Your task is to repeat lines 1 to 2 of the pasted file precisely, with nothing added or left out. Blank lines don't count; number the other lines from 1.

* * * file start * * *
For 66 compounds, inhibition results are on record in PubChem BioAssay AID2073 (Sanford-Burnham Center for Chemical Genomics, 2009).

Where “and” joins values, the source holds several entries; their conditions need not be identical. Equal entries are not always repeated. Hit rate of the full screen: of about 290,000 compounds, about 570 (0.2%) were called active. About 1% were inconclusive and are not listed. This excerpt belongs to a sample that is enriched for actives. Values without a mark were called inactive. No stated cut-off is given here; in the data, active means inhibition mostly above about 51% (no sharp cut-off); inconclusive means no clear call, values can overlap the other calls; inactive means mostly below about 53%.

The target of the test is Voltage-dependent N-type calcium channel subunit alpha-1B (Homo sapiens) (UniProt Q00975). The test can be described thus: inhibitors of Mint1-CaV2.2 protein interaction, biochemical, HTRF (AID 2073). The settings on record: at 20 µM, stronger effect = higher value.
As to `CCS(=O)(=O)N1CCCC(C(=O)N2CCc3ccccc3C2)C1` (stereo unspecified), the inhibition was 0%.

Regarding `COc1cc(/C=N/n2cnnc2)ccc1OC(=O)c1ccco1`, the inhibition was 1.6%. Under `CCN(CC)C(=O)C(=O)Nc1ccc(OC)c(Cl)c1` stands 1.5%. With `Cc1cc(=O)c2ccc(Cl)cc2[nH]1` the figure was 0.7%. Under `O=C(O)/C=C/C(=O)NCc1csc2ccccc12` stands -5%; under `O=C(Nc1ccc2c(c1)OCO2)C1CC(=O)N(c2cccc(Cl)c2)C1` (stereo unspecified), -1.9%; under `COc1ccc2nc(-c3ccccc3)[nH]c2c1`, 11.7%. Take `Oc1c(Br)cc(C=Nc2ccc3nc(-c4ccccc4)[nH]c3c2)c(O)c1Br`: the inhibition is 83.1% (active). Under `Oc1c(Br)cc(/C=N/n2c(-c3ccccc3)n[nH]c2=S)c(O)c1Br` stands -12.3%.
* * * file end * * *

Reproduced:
For 66 compounds, inhibition results are on record in PubChem BioAssay AID2073 (Sanford-Burnham Center for Chemical Genomics, 2009).

Where “and” joins values, the source holds several entries; their conditions need not be identical. Equal entries are not always repeated. Hit rate of the full screen: of about 290,000 compounds, about 570 (0.2%) were called active. About 1% were inconclusive and are not listed. This excerpt belongs to a sample that is enriched for actives. Values without a mark were called inactive. No stated cut-off is given here; in the data, active means inhibition mostly above about 51% (no sharp cut-off); inconclusive means no clear call, values can overlap the other calls; inactive means mostly below about 53%.